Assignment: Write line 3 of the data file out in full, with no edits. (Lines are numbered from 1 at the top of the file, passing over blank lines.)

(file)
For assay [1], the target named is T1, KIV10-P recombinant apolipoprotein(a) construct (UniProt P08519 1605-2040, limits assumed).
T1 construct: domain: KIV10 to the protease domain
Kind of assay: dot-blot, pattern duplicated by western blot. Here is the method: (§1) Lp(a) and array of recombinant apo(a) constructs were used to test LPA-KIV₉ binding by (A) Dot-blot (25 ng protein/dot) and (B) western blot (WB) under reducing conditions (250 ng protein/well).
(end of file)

Kind of assay: dot-blot, pattern duplicated by western blot. Here is the method: (§1) Lp(a) and array of recombinant apo(a) constructs were used to test LPA-KIV₉ binding by (A) Dot-blot (25 ng protein/dot) and (B) western blot (WB) under reducing conditions (250 ng protein/well).